Tracing Separate Property

By Chrissie A. Powers, CPA/CFF, CFE, CVA

Separate property, which is not included in the marital division, may include: property acquired by a spouse before marriage, property received in exchange for separate property, compensation for personal injury, gifts made to only one spouse and inheritances obtained by only one spouse. For example, Husband receives a gift of 2,000 shares of Microsoft stock from his grandmother during his marriage. If Husband still has the same 2,000 shares of Microsoft stock during the divorce process, Husband has a claim for separate property. In this situation, the tracing is quite simple; however, it becomes more complex if Husband sells the stock, deposits the proceeds into a joint checking account and months later decides to use the money as a down payment on a house. Where is Husband’s separate property? How much is Husband’s separate property worth? Financial experts regularly trace separate property in cash accounts, retirement accounts, investment accounts and real estate.

The attorney will generally approach the financial expert stating that his client has a separate property claim on a specific asset. The financial expert will then discuss what records, which vary depending on the asset, will be needed to validate the separate property claim. For example, if the separate property claim is on real estate, the financial expert would need the following documents if applicable: settlement statements, loan documents, mortgage statements, line of credit documents and statements, bridge loan documents, appraisals on the real estate, detail to support any improvements made on the real estate, and documents related to any type of refinances. These records will need to be supplied from the date of marriage (pre-marriage date) or date gifted until the valuation date, with limited to no gaps in record sequence.

Tracing separate property can be tedious and time consuming. Once initial records are provided, a preliminary review would be done to determine if all of the records were produced. If records are missing, the client would need to determine whether these records are obtainable. If all or enough records are obtained, the financial expert can begin preparing their separate property tracing schedule. A general template may be used to preliminarily lay out how the schedule is to flow, but always needs tweaked to fit each case, as no case is exactly alike.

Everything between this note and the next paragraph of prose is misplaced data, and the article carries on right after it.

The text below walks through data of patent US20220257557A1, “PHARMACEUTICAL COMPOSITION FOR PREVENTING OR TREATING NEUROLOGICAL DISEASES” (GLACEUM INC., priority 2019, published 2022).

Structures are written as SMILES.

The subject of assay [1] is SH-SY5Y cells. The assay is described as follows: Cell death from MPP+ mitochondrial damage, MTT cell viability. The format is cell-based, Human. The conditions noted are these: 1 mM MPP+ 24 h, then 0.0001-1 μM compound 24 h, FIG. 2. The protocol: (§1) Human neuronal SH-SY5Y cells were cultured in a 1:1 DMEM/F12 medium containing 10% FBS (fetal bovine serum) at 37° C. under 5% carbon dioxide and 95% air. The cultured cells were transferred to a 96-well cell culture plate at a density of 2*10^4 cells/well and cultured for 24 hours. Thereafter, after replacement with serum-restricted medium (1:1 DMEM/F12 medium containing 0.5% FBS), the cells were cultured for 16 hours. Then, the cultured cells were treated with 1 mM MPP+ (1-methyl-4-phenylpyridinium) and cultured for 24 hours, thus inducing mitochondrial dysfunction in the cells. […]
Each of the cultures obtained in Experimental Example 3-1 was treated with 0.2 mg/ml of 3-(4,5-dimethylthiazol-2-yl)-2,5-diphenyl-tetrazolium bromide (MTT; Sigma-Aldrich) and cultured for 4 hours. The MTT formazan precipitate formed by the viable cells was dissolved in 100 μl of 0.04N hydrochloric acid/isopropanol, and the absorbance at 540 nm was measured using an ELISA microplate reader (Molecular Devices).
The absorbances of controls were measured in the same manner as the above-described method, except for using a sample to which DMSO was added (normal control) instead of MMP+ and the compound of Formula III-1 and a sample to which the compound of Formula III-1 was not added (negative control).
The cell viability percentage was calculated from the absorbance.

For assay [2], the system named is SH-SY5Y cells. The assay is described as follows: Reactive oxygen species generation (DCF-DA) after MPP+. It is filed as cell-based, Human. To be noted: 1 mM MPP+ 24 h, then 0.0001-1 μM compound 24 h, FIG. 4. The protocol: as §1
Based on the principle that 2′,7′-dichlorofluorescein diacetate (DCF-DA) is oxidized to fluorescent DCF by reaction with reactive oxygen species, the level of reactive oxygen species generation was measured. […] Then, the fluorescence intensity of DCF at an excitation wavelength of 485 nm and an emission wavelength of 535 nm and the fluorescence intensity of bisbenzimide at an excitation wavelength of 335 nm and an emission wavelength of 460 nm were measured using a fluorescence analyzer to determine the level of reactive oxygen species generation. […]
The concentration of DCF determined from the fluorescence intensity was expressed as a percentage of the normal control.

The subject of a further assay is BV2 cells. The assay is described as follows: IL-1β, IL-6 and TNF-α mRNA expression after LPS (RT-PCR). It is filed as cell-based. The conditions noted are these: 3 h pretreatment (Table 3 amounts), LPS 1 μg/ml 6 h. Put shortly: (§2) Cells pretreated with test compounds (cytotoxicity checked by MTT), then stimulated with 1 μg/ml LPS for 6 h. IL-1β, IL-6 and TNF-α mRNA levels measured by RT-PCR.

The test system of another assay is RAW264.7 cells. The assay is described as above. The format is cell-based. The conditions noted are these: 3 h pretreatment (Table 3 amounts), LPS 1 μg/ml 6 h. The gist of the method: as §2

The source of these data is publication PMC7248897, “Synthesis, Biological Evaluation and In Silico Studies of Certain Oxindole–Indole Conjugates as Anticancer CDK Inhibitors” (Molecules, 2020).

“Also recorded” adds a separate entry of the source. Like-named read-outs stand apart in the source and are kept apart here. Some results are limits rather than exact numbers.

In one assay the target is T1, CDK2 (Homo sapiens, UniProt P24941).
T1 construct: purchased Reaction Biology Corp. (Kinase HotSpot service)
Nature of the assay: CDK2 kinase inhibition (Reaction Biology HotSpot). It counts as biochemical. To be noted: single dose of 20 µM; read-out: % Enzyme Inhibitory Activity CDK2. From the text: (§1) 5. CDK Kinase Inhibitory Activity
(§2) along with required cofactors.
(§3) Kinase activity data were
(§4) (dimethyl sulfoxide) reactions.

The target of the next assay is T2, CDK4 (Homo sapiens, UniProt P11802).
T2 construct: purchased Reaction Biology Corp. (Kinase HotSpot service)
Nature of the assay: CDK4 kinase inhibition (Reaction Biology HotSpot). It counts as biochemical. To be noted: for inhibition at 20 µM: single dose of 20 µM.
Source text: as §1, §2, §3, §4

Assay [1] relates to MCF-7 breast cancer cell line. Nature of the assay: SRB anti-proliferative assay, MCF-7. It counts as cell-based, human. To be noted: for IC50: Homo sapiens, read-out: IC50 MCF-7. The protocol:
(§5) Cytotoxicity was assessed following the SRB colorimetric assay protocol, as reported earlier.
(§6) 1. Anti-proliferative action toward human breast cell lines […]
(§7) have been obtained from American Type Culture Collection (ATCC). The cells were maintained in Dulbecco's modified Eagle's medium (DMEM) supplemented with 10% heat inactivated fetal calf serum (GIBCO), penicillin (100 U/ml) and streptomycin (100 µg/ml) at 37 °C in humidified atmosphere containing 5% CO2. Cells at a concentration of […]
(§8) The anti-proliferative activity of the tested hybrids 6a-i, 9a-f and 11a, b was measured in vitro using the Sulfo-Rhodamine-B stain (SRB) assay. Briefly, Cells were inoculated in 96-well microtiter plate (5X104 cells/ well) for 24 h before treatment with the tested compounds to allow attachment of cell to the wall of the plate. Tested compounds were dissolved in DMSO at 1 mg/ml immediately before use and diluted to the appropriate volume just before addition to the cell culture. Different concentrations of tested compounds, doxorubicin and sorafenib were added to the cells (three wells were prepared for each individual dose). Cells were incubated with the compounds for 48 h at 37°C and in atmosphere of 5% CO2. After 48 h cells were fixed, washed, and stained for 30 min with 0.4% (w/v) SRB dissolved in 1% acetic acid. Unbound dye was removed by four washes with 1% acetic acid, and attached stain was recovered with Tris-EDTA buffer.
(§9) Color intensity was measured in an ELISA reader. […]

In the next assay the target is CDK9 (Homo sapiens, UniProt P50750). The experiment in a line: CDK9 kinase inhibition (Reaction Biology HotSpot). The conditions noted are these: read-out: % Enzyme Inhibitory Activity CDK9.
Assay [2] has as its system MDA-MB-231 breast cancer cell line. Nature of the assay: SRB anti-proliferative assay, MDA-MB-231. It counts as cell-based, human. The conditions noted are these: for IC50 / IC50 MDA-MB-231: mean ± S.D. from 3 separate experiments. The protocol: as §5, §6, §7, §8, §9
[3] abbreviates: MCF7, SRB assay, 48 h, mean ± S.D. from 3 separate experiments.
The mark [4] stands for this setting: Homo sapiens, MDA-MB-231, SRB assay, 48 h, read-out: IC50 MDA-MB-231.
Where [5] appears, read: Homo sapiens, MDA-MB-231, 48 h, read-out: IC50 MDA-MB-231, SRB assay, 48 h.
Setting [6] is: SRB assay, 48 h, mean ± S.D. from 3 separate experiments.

Tracing Cash, Retirement and Investment Accounts

Often times separate property funds are commingled with marital funds and the separate funds need traced through the commingled bank or investment account. The separate property funds or stock being deposited must be validated coming into the account and can quickly turn into multiple tracings.

In tracing separate property, it is important to “follow the money.” In the above example where Husband inherited stock, the stock was sold, turned into cash, the cash was deposited into a joint checking account and then ultimately invested into real estate. The separate property is now located in the house. There is an argument that since the proceeds from the sale of the stock went into a joint checking account the proceeds are no longer distinguished from the marital funds and therefore loses its separate property status. However, the other side of that argument is that if Husband’s stock proceeds were $50,000 and the balance in the joint checking account was $50,000, before the proceeds were deposited for a total of $100,000, than half the account holds separate property and half the account holds marital property.

Tracing Real Estate

If real estate was owned prior to a marriage or gifted during the marriage and no marital funds were used on the property (i.e. mortgage payments or improvements), the tracing may be straight forward. However, when marital funds are used on the property, the tracing becomes more complicated. The tracing should incorporate separate property, marital property, and the related appreciation/depreciation. Another issue that the expert may have to consider is improvements made on the real estate which are funded with separate property. The separate funds spent on the improvements would increase the separate percentage of ownership within the real estate.

These are simplistic approaches and may vary depending on the approach by the financial expert. There are exceptions to these rules and rarely are two cases ever the same. If you have any questions or would like to discuss tracing in more depth, please contact us at 614.722.7914.

Chrissie A. Powers, CPA/CFF, CFE, CVA

Chrissie A. Powers,
CPA/CFF, CFE, CVA

Managing Member
P.D. Eye Forensics, LLC